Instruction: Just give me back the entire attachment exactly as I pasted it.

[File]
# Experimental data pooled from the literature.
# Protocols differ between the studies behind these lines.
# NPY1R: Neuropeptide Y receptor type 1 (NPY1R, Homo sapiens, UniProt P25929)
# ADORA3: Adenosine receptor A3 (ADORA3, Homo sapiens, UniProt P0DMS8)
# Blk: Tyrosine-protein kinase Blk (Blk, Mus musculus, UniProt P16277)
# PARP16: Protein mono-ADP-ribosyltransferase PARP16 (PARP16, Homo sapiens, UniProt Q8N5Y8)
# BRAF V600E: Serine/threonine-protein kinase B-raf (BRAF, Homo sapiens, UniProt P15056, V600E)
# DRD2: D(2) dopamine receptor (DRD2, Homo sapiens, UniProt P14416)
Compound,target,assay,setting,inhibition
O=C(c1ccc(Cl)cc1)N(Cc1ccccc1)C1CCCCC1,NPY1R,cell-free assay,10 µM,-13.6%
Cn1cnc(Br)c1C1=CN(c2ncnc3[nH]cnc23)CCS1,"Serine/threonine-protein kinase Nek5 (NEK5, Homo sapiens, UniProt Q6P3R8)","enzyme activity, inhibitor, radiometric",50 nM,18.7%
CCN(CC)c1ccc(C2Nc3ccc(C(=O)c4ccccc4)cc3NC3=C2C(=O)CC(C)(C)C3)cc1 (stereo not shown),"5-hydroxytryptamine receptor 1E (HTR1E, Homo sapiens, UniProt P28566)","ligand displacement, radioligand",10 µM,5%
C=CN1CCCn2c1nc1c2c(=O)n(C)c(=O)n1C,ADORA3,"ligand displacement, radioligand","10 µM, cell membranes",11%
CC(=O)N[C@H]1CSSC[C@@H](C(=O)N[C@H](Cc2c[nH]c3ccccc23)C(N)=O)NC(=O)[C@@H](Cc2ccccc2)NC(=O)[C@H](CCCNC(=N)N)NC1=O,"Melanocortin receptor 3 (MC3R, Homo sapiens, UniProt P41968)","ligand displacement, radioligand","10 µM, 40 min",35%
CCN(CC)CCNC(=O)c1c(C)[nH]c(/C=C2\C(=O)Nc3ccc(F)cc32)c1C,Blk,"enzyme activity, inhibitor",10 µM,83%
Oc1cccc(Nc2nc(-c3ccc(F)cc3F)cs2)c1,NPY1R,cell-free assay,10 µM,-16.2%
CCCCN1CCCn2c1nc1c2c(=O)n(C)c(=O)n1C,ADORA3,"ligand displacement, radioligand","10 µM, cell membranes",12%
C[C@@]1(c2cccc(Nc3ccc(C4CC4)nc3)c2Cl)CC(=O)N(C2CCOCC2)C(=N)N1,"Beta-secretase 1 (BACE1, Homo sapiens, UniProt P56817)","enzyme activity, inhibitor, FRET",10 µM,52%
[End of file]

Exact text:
# Experimental data pooled from the literature.
# Protocols differ between the studies behind these lines.
# NPY1R: Neuropeptide Y receptor type 1 (NPY1R, Homo sapiens, UniProt P25929)
# ADORA3: Adenosine receptor A3 (ADORA3, Homo sapiens, UniProt P0DMS8)
# Blk: Tyrosine-protein kinase Blk (Blk, Mus musculus, UniProt P16277)
# PARP16: Protein mono-ADP-ribosyltransferase PARP16 (PARP16, Homo sapiens, UniProt Q8N5Y8)
# BRAF V600E: Serine/threonine-protein kinase B-raf (BRAF, Homo sapiens, UniProt P15056, V600E)
# DRD2: D(2) dopamine receptor (DRD2, Homo sapiens, UniProt P14416)
Compound,target,assay,setting,inhibition
O=C(c1ccc(Cl)cc1)N(Cc1ccccc1)C1CCCCC1,NPY1R,cell-free assay,10 µM,-13.6%
Cn1cnc(Br)c1C1=CN(c2ncnc3[nH]cnc23)CCS1,"Serine/threonine-protein kinase Nek5 (NEK5, Homo sapiens, UniProt Q6P3R8)","enzyme activity, inhibitor, radiometric",50 nM,18.7%
CCN(CC)c1ccc(C2Nc3ccc(C(=O)c4ccccc4)cc3NC3=C2C(=O)CC(C)(C)C3)cc1 (stereo not shown),"5-hydroxytryptamine receptor 1E (HTR1E, Homo sapiens, UniProt P28566)","ligand displacement, radioligand",10 µM,5%
C=CN1CCCn2c1nc1c2c(=O)n(C)c(=O)n1C,ADORA3,"ligand displacement, radioligand","10 µM, cell membranes",11%
CC(=O)N[C@H]1CSSC[C@@H](C(=O)N[C@H](Cc2c[nH]c3ccccc23)C(N)=O)NC(=O)[C@@H](Cc2ccccc2)NC(=O)[C@H](CCCNC(=N)N)NC1=O,"Melanocortin receptor 3 (MC3R, Homo sapiens, UniProt P41968)","ligand displacement, radioligand","10 µM, 40 min",35%
CCN(CC)CCNC(=O)c1c(C)[nH]c(/C=C2\C(=O)Nc3ccc(F)cc32)c1C,Blk,"enzyme activity, inhibitor",10 µM,83%
Oc1cccc(Nc2nc(-c3ccc(F)cc3F)cs2)c1,NPY1R,cell-free assay,10 µM,-16.2%
CCCCN1CCCn2c1nc1c2c(=O)n(C)c(=O)n1C,ADORA3,"ligand displacement, radioligand","10 µM, cell membranes",12%
C[C@@]1(c2cccc(Nc3ccc(C4CC4)nc3)c2Cl)CC(=O)N(C2CCOCC2)C(=N)N1,"Beta-secretase 1 (BACE1, Homo sapiens, UniProt P56817)","enzyme activity, inhibitor, FRET",10 µM,52%